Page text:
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As coronavirus (COVID-19) sweeps across America, residents of all 50 states cope with the spread of the disease in their own ways. In Kirkland, Washington, parents try to protect their children by keeping them at home instead of letting them play outside. Over two dozen firefighters are still in quarantine in the city.
Life in Kirkland has changed a lot since coronavirus spread across the once-thriving city. These days, people refrain from shaking hands, and restaurants are almost always empty. The suburb, which has a population of 90,000 and is located just east of Seattle, which was once famous for its breath-taking lakefront views, is now the epicenter of coronavirus.
Out of the 11 recorded U.S. deaths from coronavirus, eight were residents of Life Care Center (LCC), a local nursing home in the city. LCC associates are struggling to care for others who may have been infected at the nursing home. Reports reveal that another death has occurred at a Kirkland hospital.
On Thursday, March 5, Seema Verma, head of the federal Centers for Medicare and Medicaid Services, said that the agency would be deploying inspectors to LCC. Experts from the Centers for Disease Control and Prevention (CDC) were also sent to the nursing home to determine how coronavirus spread and whether LCC adhered to guidelines for preventing infections.
In April 2019, the state fined LCC $67,000 due to infection-control deficiencies after two flu outbreaks that affected 17 patients and staff. Verma added that an unannounced follow-up inspection in June of the same year confirmed that LCC took action to address the issue.
Hamid Dabbaghian, a 48-year-old cashier at Whole Foods in the city, expressed regret at not being able to show affection to his kids. Dabbaghian, who recently moved to Kirkland from Iran, is afraid that he might catch coronavirus and that he might then accidentally infect his children. He noted that as someone who has recently moved to America, he’s very concerned about what might happen to his family if he does get infected.
Other Kirkland residents are either “nonchalant or fatalistic.” While they are sympathetic to those who lost their lives due to coronavirus, they don’t see the point of letting the disease put their own lives to a halt. Doug Evanson, a 57-year-old Uber driver, doesn’t think he needs to stock up on drinking water when his home has a tap. Evanson frequently drives healthcare workers at LCC.
Kirkland, an upscale suburb on the east shore of Lake Washington, offers visitors beautiful sunset views over the water. Downtown Kirkland is also home to art galleries, a marina and a Little League baseball field. On February 29, Saturday, residents found out that a man in his 50s died from coronavirus the day before at Kirkland’s EvergreenHealth Medical Center. The patient also had underlying health conditions.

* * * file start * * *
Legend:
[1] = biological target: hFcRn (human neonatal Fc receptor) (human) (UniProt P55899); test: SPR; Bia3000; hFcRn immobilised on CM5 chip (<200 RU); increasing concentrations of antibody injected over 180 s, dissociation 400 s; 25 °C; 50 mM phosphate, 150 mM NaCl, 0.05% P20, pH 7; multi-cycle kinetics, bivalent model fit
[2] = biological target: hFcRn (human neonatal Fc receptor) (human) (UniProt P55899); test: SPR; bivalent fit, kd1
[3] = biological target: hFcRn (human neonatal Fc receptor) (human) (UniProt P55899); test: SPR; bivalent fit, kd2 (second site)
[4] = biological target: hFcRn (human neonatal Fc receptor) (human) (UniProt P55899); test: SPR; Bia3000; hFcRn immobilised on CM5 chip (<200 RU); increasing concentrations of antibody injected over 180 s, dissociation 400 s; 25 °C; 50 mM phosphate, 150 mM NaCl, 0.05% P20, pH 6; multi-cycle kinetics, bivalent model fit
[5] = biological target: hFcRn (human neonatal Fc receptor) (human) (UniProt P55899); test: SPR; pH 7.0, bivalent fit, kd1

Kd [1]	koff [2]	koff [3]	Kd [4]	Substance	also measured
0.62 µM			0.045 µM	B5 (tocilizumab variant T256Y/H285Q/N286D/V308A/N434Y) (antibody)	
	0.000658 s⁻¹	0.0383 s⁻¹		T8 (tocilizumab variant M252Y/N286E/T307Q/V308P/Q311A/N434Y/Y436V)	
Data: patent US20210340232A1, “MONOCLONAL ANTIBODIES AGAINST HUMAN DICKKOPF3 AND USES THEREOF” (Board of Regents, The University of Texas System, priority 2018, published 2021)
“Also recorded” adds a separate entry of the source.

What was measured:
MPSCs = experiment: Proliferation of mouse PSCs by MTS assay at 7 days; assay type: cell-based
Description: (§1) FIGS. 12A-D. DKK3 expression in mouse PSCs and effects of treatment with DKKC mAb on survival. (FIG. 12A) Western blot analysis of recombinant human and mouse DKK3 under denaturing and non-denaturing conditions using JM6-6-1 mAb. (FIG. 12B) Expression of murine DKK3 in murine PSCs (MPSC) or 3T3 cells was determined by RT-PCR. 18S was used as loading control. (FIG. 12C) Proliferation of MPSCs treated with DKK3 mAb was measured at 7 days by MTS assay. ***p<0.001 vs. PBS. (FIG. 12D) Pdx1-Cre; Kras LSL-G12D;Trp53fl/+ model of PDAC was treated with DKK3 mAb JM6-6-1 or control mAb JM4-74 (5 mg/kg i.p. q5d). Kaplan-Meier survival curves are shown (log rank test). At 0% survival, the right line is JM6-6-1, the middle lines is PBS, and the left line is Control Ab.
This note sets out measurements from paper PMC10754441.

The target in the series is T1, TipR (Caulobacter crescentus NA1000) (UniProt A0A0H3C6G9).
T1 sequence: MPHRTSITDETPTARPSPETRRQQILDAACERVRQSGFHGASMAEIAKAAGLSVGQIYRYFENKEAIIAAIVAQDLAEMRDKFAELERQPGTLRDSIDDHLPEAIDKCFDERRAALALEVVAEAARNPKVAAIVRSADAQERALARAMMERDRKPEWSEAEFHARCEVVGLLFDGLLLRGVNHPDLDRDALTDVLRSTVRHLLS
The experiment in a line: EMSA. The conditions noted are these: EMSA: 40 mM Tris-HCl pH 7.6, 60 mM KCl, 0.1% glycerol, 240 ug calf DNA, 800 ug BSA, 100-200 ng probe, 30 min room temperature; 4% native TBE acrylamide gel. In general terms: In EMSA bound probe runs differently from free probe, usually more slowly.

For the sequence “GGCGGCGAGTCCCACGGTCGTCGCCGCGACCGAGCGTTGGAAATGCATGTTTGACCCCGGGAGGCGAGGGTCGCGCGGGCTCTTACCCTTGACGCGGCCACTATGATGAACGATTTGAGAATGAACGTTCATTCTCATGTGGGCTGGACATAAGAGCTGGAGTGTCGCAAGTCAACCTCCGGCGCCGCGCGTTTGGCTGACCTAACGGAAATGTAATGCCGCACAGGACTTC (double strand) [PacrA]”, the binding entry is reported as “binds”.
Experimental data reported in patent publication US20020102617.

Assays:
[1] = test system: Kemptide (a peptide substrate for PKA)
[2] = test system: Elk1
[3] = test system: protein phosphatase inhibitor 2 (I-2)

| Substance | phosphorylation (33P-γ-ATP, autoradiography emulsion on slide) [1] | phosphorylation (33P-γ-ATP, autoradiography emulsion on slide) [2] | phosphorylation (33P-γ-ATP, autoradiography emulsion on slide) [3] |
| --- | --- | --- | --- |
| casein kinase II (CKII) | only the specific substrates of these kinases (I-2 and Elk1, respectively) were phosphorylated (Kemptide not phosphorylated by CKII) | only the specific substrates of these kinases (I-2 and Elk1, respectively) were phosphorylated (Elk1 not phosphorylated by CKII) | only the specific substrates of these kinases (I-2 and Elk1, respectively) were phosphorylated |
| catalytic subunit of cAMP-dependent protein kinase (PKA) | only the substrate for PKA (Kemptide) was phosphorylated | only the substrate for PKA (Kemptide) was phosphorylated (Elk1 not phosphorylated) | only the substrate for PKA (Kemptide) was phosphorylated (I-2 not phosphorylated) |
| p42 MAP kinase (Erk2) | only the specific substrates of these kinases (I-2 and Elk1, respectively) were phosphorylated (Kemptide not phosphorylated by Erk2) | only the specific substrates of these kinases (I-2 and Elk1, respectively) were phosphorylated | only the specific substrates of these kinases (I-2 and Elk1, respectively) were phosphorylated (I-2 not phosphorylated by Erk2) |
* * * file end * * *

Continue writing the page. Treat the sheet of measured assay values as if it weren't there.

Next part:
Last week, the country thought this was the first U.S. death from the coronavirus outbreak. However, officials soon announced that two infected residents of LCC succumbed to the disease two days earlier. Panic spread as national news crews honed in on the nursing home for updates. The now quarantined firefighters were previously called to LCC to transport critically ill patients to the hospital.
Stores in Kirkland then quickly ran out of canned goods, disinfectants, water, toilet paper and other supplies while residents scrambled to stock up for a possible quarantine. (Related: Would you pay $400 for hand sanitizer? Amazon should stop price gouging amidst coronavirus panic-buying, urges US lawmaker.)
Silas Kropp, a 43-year-old who lives near LCC, fears the city’s current situation. Television reporters are on stand-by at LCC for updates on the nursing home and the condition of its staff and residents.
Residents with loved ones at LCC are worried since the facility isn’t answering their inquiries.
On March 4, Wednesday, six LCC residents and a woman who works at the nursing home were hospitalized in Kirkland. Officials reported that some of the patients were in critical condition. This Monday, the city announced that two police officers and 27 firefighters, which is a quarter of Kirkland’s Fire Department, were quarantined.
The police officers and the two dozen firefighters were exposed to patients from LCC. Officials advised residents to stay calm. To prevent the spread of coronavirus, it is crucial to stay at home when sick, avoid contact with sick people and wash hands frequently.
On March 3, Tuesday, America’s death toll increased to nine, with eight of the patients being residents from Kirkland. Katya Difani, an herbalist and the owner of Herban Wellness, a downtown store selling natural remedies, reports that her sales increased by 70 percent since Saturday. Difani noted that more residents are purchasing immunity boosters and natural sanitizing spray. She added that customers tell her they aren’t panic buying. Rather, they’re preparing before SHTF.
Don’t waste time worrying about what your non-prepper neighbors might say. Now’s the time to put your prepping skills and survival stockpile to good use.
Tagged Under: 2019-nCoV, coronavirus, covid-19, Gear, grocery, infections, Kirkland, novel coronavirus, outbreak, pandemic, panic, preparedness, prepping, products, Retail, Seattle, SHTF, Stockpile, stores, supplies, survival, survival stockpile, survival supplies, Washington, Wuhan coronavirus
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